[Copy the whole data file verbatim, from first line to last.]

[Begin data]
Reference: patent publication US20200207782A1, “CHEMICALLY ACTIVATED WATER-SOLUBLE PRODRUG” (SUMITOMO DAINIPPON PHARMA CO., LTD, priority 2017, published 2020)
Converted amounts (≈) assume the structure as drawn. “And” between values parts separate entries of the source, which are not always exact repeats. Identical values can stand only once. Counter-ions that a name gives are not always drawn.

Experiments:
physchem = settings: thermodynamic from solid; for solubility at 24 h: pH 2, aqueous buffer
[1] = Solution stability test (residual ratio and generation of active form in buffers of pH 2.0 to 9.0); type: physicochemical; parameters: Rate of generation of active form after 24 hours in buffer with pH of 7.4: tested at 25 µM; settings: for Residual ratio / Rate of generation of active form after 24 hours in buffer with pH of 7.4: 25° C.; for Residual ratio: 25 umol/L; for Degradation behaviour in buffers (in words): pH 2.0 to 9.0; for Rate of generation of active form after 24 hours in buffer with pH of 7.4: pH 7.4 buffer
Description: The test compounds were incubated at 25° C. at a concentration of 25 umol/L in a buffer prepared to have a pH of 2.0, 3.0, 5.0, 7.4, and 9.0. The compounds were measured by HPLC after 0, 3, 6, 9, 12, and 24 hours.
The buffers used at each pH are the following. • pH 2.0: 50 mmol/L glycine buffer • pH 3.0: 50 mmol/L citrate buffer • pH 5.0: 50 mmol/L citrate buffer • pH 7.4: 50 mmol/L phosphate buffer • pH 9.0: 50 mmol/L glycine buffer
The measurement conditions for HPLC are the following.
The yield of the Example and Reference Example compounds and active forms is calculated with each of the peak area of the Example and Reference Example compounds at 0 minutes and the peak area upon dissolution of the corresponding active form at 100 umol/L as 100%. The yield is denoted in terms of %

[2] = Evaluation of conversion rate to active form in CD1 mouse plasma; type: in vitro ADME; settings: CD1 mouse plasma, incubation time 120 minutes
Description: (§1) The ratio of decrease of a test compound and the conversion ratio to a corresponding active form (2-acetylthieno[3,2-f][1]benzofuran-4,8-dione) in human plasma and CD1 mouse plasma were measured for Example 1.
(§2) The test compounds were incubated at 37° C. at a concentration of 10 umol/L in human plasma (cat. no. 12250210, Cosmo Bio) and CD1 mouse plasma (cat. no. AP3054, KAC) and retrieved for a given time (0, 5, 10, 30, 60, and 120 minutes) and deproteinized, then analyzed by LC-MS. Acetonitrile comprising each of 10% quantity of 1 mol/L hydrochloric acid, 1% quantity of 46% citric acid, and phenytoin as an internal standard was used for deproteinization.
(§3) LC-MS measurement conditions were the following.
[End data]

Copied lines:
Reference: patent publication US20200207782A1, “CHEMICALLY ACTIVATED WATER-SOLUBLE PRODRUG” (SUMITOMO DAINIPPON PHARMA CO., LTD, priority 2017, published 2020)
Converted amounts (≈) assume the structure as drawn. “And” between values parts separate entries of the source, which are not always exact repeats. Identical values can stand only once. Counter-ions that a name gives are not always drawn.

Experiments:
physchem = settings: thermodynamic from solid; for solubility at 24 h: pH 2, aqueous buffer
[1] = Solution stability test (residual ratio and generation of active form in buffers of pH 2.0 to 9.0); type: physicochemical; parameters: Rate of generation of active form after 24 hours in buffer with pH of 7.4: tested at 25 µM; settings: for Residual ratio / Rate of generation of active form after 24 hours in buffer with pH of 7.4: 25° C.; for Residual ratio: 25 umol/L; for Degradation behaviour in buffers (in words): pH 2.0 to 9.0; for Rate of generation of active form after 24 hours in buffer with pH of 7.4: pH 7.4 buffer
Description: The test compounds were incubated at 25° C. at a concentration of 25 umol/L in a buffer prepared to have a pH of 2.0, 3.0, 5.0, 7.4, and 9.0. The compounds were measured by HPLC after 0, 3, 6, 9, 12, and 24 hours.
The buffers used at each pH are the following. • pH 2.0: 50 mmol/L glycine buffer • pH 3.0: 50 mmol/L citrate buffer • pH 5.0: 50 mmol/L citrate buffer • pH 7.4: 50 mmol/L phosphate buffer • pH 9.0: 50 mmol/L glycine buffer
The measurement conditions for HPLC are the following.
The yield of the Example and Reference Example compounds and active forms is calculated with each of the peak area of the Example and Reference Example compounds at 0 minutes and the peak area upon dissolution of the corresponding active form at 100 umol/L as 100%. The yield is denoted in terms of %

[2] = Evaluation of conversion rate to active form in CD1 mouse plasma; type: in vitro ADME; settings: CD1 mouse plasma, incubation time 120 minutes
Description: (§1) The ratio of decrease of a test compound and the conversion ratio to a corresponding active form (2-acetylthieno[3,2-f][1]benzofuran-4,8-dione) in human plasma and CD1 mouse plasma were measured for Example 1.
(§2) The test compounds were incubated at 37° C. at a concentration of 10 umol/L in human plasma (cat. no. 12250210, Cosmo Bio) and CD1 mouse plasma (cat. no. AP3054, KAC) and retrieved for a given time (0, 5, 10, 30, 60, and 120 minutes) and deproteinized, then analyzed by LC-MS. Acetonitrile comprising each of 10% quantity of 1 mol/L hydrochloric acid, 1% quantity of 46% citric acid, and phenytoin as an internal standard was used for deproteinization.
(§3) LC-MS measurement conditions were the following.